Recently, we launched Lumen – the first dating app only for the over 50’s. We took it from business plan to iOS and Android stores in 1 month. I’ll share some of the tips from my experience:

1) Get leadership in a room and dont leave until you’ve thrashed out the minimum epic requirements to launch
Asking the tough slicing questions up front – before you’ve even started a design – will save a load of time. Be brutal. You can test assumptions much more cheaply than you think. Always aim to proving product-market fit.

  • Don’t kick off with aspirational design which wastes time. Start with hypothesis and requirements you’re testing
  • Don’t feel like you need the technical brains at this initial meeting, unless technology is a key part of your hypothesis to test. This should be a business driven meeting & no discussion of solutions
  • Don’t allow any scope creep at the epic level after this meeting. If you must, it should move delivery dates – or your team will hate you and get burnt out.

2) Involve your top technical leadership immediately after epics are locked & research all possible options for build yourself – understand the strengths and drawbacks
Our company had never developed using a native framework before, preferring the flexibility and trusting the talented native developers that maintain our high growth apps. However with a simple product, there was much to be said for trusting proven framework technology and leveraging the skillset of our front end (JS) teams. In our company these developers were used to fast experimentation which made getting buy in for the project easy. We settled on React Native on day 1 which set us up to succeed. Understand the pain a decision may cause in future, but dont put too much emphasis on that – because the product might not work anyway.

3) Sell the vision & lean approach to your team in the kick off. Get mutual buy in.
This is probably the most important point. Democratise the date setting process – dont let it be driven by the senior engineers or leadership. Ensure everyone has skin in the game and benefits from hitting aggressive delivery dates. Emphasise the investment and trust given to the team. Don’t underestimate the power of a team that really hold themselves accountable – this is where passion is built. Hold yourself accountable for these dates too. Build in 20% contingency.

4) Dont underestimate all the tiny tasks needed to launch
There are so many people and departments who need to be involved in launching a complex new venture. The most valuable PM input is making sure everyone knows what is needed from them and setting them up to succeed. Organise meetings with all of them individually in the first few days. The time investment is worth it. In our case the example was:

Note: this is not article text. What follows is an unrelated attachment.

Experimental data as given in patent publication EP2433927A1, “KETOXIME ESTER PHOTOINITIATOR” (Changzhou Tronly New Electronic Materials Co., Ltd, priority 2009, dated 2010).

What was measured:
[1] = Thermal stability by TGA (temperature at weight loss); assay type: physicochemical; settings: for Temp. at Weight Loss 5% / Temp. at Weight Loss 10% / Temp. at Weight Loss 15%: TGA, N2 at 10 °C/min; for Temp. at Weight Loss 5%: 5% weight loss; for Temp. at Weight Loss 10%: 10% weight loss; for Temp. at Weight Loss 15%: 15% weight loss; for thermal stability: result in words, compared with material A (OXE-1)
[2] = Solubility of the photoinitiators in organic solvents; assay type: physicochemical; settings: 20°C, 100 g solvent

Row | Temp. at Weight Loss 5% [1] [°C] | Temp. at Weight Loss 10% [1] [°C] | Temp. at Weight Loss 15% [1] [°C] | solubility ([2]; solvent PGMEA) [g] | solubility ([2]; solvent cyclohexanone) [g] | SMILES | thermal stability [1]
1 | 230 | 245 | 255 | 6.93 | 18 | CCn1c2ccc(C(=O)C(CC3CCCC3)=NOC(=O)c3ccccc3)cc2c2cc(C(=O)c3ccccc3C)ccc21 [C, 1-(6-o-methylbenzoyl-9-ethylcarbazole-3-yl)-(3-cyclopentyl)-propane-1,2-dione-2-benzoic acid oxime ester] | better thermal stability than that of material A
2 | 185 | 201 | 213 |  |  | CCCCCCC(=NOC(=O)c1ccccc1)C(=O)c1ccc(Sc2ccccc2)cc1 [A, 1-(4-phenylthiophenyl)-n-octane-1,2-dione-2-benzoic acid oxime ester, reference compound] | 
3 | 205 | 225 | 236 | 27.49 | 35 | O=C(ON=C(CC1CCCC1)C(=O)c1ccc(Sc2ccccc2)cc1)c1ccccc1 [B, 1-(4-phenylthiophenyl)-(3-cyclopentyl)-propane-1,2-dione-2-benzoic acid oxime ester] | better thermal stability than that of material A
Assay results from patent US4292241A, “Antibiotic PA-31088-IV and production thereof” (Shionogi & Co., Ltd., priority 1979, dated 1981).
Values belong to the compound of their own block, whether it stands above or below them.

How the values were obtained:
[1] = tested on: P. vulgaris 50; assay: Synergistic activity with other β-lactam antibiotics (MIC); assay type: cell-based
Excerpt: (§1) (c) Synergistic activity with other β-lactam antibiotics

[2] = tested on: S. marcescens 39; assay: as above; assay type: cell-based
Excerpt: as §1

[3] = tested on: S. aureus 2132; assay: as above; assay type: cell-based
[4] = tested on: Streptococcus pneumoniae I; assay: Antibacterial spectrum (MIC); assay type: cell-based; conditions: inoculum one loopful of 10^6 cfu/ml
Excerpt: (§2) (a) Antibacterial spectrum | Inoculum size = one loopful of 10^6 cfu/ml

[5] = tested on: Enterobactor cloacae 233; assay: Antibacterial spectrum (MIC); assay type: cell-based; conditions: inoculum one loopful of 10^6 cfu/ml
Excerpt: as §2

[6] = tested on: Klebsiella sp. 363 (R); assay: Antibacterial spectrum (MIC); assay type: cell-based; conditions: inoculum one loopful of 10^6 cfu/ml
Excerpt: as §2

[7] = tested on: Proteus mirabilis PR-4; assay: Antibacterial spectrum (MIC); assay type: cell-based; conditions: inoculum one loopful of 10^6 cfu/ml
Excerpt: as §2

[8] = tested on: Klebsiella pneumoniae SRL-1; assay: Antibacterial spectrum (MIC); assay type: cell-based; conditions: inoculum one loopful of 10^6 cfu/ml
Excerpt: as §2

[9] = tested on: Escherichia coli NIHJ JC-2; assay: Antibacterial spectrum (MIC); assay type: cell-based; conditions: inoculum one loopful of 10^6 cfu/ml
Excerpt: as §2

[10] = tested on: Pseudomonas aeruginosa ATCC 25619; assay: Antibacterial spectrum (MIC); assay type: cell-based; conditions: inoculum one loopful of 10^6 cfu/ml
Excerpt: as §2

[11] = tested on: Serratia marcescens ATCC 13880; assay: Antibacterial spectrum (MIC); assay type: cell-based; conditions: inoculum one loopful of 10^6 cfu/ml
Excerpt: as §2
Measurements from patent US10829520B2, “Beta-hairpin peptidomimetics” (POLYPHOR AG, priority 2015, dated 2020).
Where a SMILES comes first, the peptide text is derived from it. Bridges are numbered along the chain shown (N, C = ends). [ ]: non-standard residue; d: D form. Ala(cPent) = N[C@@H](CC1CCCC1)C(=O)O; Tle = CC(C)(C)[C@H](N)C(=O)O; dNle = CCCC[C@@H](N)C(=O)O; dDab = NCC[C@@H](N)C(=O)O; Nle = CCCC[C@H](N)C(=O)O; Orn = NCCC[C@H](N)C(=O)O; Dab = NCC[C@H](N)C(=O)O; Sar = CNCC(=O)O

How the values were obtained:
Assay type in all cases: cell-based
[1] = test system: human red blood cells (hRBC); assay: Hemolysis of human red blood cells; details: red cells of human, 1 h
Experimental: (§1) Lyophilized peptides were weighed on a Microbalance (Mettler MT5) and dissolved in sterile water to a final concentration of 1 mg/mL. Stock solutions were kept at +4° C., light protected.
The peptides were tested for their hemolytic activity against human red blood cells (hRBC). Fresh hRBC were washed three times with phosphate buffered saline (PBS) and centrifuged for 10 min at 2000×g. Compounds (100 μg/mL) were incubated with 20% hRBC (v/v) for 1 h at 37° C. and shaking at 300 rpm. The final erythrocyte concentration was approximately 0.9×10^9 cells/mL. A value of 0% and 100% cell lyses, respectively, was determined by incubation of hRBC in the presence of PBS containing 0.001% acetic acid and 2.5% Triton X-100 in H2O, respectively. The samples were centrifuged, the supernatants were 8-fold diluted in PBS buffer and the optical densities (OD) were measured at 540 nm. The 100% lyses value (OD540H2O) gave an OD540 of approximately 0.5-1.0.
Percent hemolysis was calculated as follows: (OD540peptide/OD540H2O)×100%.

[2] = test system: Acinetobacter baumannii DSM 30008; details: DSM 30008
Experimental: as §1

• Legal – TnC’s, Privacy Policy as well as checking any payment terms etc
  • Community Operations – Do you have community guidelines, does your support team know how to react to various requests
  • Marketing – Are your marketing plans defined & ready
  • Billing – Are the IAP’s set up – have prices been agreed
  • Business Intelligence – Can you measure the product properly on day1? If not you’re in trouble.
  • Third parties – anyone you’re dependent on outside the company is doubly as important. If possible Make sure dates are baked into contracts and they are penalised for missing.

5) Get everyone sitting together.
Basic, but amazing how this sometimes doesn’t happen. Foster the team spirit by getting everyone physically in the same place

6) Answer the hardest questions first – build the hardest feature first.
For us, registration was the most challenging part of this product – so this was the first piece of the pie to tackle. Tackle the unknowns first and you’ll be able to react more quickly to huge project ending issues.

7) Set a team building half way through the project
Get together and get out of the office – usually this is a time of maximum pain whilst not being
the mission critical pre-launch time. The whole team will benefit from this!

8) Pre-empt Apple requirements
Apple can take extra time to verify a version 1 and quite a few new apps get rejected – which costs a lot of time. To help improve your chances I suggest:

  • Dont include any payments in V1 – getting an MVP without billing will make the app more simple for them to review. If you do release with billing – make sure you follow Apple guides to a tee, subscription TnC etc – or you WILL get rejected
  • Clearly explain to them how moderation and support works
  • Make sure you test your app in the USA – even if your not opening USA market. Apple is in Cupertino.
  • Make sure login details work!